I've changed a few of my practices in selling horses to help make sure horses I sell don't go bouncing around from home to home, or end up at an auction - 
  • for starters I charge less money....  I mostly cater to the pleasure rider looking for an easy horse to trail ride, do low level shows, etc - horses are more likely to have a long term home with these types of buyers because its less likely these new owners will out grow the skill/usefulness of the horse (I'm guilty here too and sold my very first horse because he couldn't handle jump courses over 3'3" and I wanted to go higher). 
  • I sell to clients, or people willing to take some lessons and/or learn about natural horsemanship.... if you show up to ride one of my horses and insist on using a bit, wearing spurs, using a crop, and just hopping on with no ground work... you're not getting on
  • I include a contract with a first right of refusal for me to have first chance to buy a horse back if they decide to sell, and that they will never take the horse to auction or send for slaughter
  • I don't sell a lot of horses each year, I focus my efforts on a couple horses that I think would be able to find good homes and/or do better with one on one attention rather than being used in our program with summer camps, etc. 
  • I spread the word that I am willing take horses back that don't work out, or if for some reason I can't... I will help in whatever way I can to rehome/sell the horse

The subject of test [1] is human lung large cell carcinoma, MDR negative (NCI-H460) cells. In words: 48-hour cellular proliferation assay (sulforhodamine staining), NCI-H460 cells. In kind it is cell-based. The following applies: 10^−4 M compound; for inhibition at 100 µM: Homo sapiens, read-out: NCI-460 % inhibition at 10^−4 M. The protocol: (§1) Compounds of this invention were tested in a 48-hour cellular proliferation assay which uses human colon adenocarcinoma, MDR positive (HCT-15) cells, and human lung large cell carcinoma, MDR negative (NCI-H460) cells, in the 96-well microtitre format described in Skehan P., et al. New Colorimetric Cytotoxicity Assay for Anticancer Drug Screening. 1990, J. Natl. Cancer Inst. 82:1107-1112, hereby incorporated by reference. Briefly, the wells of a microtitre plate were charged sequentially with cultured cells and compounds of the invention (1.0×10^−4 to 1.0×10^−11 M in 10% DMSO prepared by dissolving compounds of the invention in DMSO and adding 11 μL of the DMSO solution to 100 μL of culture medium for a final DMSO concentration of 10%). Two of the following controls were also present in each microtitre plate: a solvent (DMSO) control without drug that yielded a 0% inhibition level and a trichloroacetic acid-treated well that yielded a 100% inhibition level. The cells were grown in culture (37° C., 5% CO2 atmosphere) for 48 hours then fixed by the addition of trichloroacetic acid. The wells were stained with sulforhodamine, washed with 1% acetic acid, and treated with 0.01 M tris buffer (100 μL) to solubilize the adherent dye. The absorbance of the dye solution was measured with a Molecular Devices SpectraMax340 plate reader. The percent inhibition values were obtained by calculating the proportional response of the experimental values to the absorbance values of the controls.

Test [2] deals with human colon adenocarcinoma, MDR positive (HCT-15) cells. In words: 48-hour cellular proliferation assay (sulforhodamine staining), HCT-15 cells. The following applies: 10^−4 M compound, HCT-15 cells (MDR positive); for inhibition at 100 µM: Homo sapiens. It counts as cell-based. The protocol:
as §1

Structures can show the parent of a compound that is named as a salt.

I don't know that it's important to place blame in Ellie's case - was it the TB breeder's fault for breeding too many TB's? the government for allowing slaughter houses for horses? The drought that caused really high hay prices and therefore a lot of people to get rid of their horses?  Her past owner's fault for allowing her to slip into those hands? or mine for not keeping her? I think you could make a good argument for any one. 

What I think is more important is to try and save the horses we can, do our best to ensure good homes if/when we need to sell a horse, and advocate for responsible Canadian horse breeding/care/slaughter laws. 

What do you think?


  1. Absolutely in line with my beliefs......focus on the positives & the negatives will recede! And that, Lindsey, is why you are so good at what you do!

  2. I think anyone who eats meat/doesn't try to save horses shouldn't point a finger at others who try to save horses, retrain them and rehome them. Obviously Lindsey can't keep every horse she takes in. Lindsey had confidence that the person who bought Ellie was going to give her a good home and notify her if she didn't want her any longer. Anyone who criticizes Lindsey for not having been able to keep Ellie, or other horses she rescues/trains, should ask themselves how many horses did they save this year? Spend hours training for free? And if they eat meat, what did they think happens to terrified, underfed, badly treated horses, cows, pigs, etc? They spend their last days and moments knowing that they're in a bad place and that no one gives a damn about them and that no one is going to save them. Ellie is one of the lucky ones. She had a saviour - Lindsey.